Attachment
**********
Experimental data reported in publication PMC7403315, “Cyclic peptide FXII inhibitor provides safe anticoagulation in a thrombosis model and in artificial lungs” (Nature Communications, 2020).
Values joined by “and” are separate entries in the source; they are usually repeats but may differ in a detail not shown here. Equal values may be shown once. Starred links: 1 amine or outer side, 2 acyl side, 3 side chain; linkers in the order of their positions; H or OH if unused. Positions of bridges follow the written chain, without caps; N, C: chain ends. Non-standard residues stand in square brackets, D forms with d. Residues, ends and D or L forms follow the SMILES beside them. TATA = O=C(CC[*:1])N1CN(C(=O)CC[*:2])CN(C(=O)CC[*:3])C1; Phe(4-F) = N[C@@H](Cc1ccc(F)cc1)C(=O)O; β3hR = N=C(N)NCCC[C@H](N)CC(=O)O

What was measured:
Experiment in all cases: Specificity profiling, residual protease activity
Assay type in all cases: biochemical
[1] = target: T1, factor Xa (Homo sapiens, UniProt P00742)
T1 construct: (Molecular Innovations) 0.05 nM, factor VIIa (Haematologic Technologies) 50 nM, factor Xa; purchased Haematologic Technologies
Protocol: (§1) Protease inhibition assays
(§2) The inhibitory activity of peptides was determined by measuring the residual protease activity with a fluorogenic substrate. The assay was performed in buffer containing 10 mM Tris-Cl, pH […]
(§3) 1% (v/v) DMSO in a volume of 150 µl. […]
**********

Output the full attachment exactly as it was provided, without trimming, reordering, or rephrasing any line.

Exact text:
Experimental data reported in publication PMC7403315, “Cyclic peptide FXII inhibitor provides safe anticoagulation in a thrombosis model and in artificial lungs” (Nature Communications, 2020).
Values joined by “and” are separate entries in the source; they are usually repeats but may differ in a detail not shown here. Equal values may be shown once. Starred links: 1 amine or outer side, 2 acyl side, 3 side chain; linkers in the order of their positions; H or OH if unused. Positions of bridges follow the written chain, without caps; N, C: chain ends. Non-standard residues stand in square brackets, D forms with d. Residues, ends and D or L forms follow the SMILES beside them. TATA = O=C(CC[*:1])N1CN(C(=O)CC[*:2])CN(C(=O)CC[*:3])C1; Phe(4-F) = N[C@@H](Cc1ccc(F)cc1)C(=O)O; β3hR = N=C(N)NCCC[C@H](N)CC(=O)O

What was measured:
Experiment in all cases: Specificity profiling, residual protease activity
Assay type in all cases: biochemical
[1] = target: T1, factor Xa (Homo sapiens, UniProt P00742)
T1 construct: (Molecular Innovations) 0.05 nM, factor VIIa (Haematologic Technologies) 50 nM, factor Xa; purchased Haematologic Technologies
Protocol: (§1) Protease inhibition assays
(§2) The inhibitory activity of peptides was determined by measuring the residual protease activity with a fluorogenic substrate. The assay was performed in buffer containing 10 mM Tris-Cl, pH […]
(§3) 1% (v/v) DMSO in a volume of 150 µl. […]